Goody, Jack. (1995). The Expansive Moment. Cambridge, United Kingdom: Cambridge University Press.
The Expansive Moment is a curious piece of literature. Goody presents his tome as a historical review of the development of British anthropology, particularly under the auspices of Bronislaw Malinowski at the London School of Economics. It is an account put together largely through the collection of personal correspondence, which Goody acknowledges has only focused on certain materials while leaving out others (5). It is also largely personal: Goody personally knew the anthropologists concerned, or their students, and the work in fact emerged as a by-product of writing an obituary to Meyer Fortes (4). Given the vested interest of the author in presenting himself–indeed, he dedicates a chapter to his own contributions to the field (118-143)–and his forebears in a positive light, and the defensive tone he takes in presenting some of his arguments (especially that regarding the role of colonialism in anthropology), The Expansive Moment can hardly be considered a work of objective history. In fact, it arouses great suspicion regarding what has been left out. Goody attempts to divest early British anthropology in Africa of its colonial roots. He uses two main lines of argument that are emphasized throughout the book: 1. That anthropologists at the time were largely independent in terms of the subject matter they chose to analyze, and thus did not contribute to colonial projects, which many of them opposed (he makes a point of emphasizing the ‘leftist views’ (9) held by certain persons, including Kirchhoff, who, despite the deceptive title of the third chapter, never “[made] it to the field as a Jew and a Red” (42-57)); 2. That the primary organism funding these anthropologists, namely the Rockefeller foundation, was not interested in supporting colonialism because it was, allegedly, an American foundation interested in reform. This essay addresses both of these claims, seeking to establish that, although they hold some truth, they are either deliberately deceptive or bely an embarrassing lack of insight on Goody’s part. An attempt is then made to understand Goody’s motivation in writing a book that seems to fly in the face of what is today considered to be common knowledge about anthropology’s less than savoury underpinnings.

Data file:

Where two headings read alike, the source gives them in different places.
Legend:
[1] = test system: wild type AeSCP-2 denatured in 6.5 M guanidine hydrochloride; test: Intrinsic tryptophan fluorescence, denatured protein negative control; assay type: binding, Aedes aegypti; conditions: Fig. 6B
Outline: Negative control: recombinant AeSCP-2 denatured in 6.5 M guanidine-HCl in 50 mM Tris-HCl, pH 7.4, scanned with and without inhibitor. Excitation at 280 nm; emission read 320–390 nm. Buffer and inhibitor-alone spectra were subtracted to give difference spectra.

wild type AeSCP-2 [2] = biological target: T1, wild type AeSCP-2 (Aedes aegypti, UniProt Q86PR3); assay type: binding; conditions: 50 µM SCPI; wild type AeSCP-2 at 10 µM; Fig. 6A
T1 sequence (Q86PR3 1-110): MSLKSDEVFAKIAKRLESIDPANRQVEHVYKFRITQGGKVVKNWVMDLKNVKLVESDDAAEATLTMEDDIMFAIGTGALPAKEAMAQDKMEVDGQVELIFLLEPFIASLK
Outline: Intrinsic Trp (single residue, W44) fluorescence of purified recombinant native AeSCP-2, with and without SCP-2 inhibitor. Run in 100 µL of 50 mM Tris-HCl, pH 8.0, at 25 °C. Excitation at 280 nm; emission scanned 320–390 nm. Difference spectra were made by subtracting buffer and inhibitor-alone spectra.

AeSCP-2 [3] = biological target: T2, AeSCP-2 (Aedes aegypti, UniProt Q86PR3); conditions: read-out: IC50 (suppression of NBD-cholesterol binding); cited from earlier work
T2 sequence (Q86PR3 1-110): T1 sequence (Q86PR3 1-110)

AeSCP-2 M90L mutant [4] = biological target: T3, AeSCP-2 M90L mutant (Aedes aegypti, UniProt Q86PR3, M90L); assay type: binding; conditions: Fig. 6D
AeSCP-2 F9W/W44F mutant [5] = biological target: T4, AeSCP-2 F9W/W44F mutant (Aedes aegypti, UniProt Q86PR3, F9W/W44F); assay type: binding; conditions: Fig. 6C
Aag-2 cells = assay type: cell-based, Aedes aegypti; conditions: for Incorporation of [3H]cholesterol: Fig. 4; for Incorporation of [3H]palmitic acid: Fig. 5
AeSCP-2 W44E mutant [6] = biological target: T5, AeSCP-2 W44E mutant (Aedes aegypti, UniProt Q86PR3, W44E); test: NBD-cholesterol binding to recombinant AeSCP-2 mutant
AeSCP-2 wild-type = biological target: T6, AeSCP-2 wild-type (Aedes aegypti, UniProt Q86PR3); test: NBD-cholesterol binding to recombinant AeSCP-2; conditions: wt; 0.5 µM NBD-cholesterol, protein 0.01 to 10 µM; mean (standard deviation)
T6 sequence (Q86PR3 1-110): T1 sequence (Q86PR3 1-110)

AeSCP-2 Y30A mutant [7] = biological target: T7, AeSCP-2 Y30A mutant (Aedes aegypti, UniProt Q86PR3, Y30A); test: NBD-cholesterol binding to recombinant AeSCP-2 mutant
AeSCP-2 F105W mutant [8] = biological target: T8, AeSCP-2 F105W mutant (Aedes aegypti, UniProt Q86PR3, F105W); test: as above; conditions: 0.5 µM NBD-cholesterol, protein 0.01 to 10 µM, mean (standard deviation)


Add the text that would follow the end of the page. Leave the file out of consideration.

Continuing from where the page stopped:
One of Goody’s persistent claims relates to the idea that the generation of anthropologists following Malinowski and his contemporaries had a great deal of independence regarding the subject matter they wished to pursue (34, 42-43). He devotes a chapter to “Some achievements of anthropology in Africa” (which included lineage studies, as well as studies of kinship and marriage, law, religion, and the economy (87-117)), and highlights the fact that very little work was actually done on social change, in which the primary funder, the Rockefeller Foundation, was most interested. Goody does a good job of illustrating the power dynamics and the necessary negotiations between scholars seeking to pursue research for its own sake, and the structures that provide the necessary funding for that research: in order to receive funding, most of the anthropologists included “culture contact” in their proposals, despite the fact that a lot of the actual research that ensued was at best marginally related to this topic (34, 42-43). However, the real question is whether this purported academic freedom is actually significant. If the results produced by the scholars were utterly useless, would the funding agencies continue to support them? One possible explanation suggested in class was that perhaps the funding agencies have another interest in providing financial support to scholars: by doing so, they purchase anthropologists, effectively closing the doors to critique of the agency itself. The nature of Goody’s book may in fact be indicative of the limits of the academic freedom he extols. In any event, the fact that the research produced does not correspond with what the funding agency asked for is no indicator for whether said research is useful for anyone in a position of power to exert that power over the peoples studied (in fact any research conducted produces such a power imbalance: for knowledge in itself is power, and so the very act of deploying anthropologists to gather data is a move which amasses power). In a situation of conflict any information can be “useful”. For a close-to-home example, one can refer to the potential usage of cultural intelligence in torture methods at the Abu-Ghraib prison camp during the United States’ “War on Terror” (See Hersh, and Price 270) 1. It is strange that Goody should be implying that deep knowledge of customs of Africans didn’t help in ruling them. A peculiar reference is made to Evans-Pritchard quoting “Kirchhoff’s claim that, in a slip of the tongue, Malinowski declared that he was engaged in ‘telling South Africa how to take the Natives’ land away according to their Customs'” (74). Instead of investigating the claim, Goody leaves the reader befuddled at this damning assertion that on its very own serves quite well to completely derail his argument. As for the anthropologist who pursues his own interests without regard for what the powers-that-be want or need, he is nothing more than a pawn in a chess game, only aware of his own moves, and not of the larger scheme. But anthropologists are quite often the ones who point the fingers at those playing the game. Why does Goody fail to do the same?